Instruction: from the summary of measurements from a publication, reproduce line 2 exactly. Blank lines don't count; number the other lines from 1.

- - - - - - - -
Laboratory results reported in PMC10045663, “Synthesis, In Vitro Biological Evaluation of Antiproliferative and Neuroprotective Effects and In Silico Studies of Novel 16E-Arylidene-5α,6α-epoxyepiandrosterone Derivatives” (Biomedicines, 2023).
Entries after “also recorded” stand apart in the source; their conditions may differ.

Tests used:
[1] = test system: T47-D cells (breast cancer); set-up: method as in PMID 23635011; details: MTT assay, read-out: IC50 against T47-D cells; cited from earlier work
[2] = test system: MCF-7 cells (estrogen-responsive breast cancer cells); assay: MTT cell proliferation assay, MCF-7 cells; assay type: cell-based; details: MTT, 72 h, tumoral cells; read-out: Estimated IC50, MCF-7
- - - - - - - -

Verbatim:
Entries after “also recorded” stand apart in the source; their conditions may differ.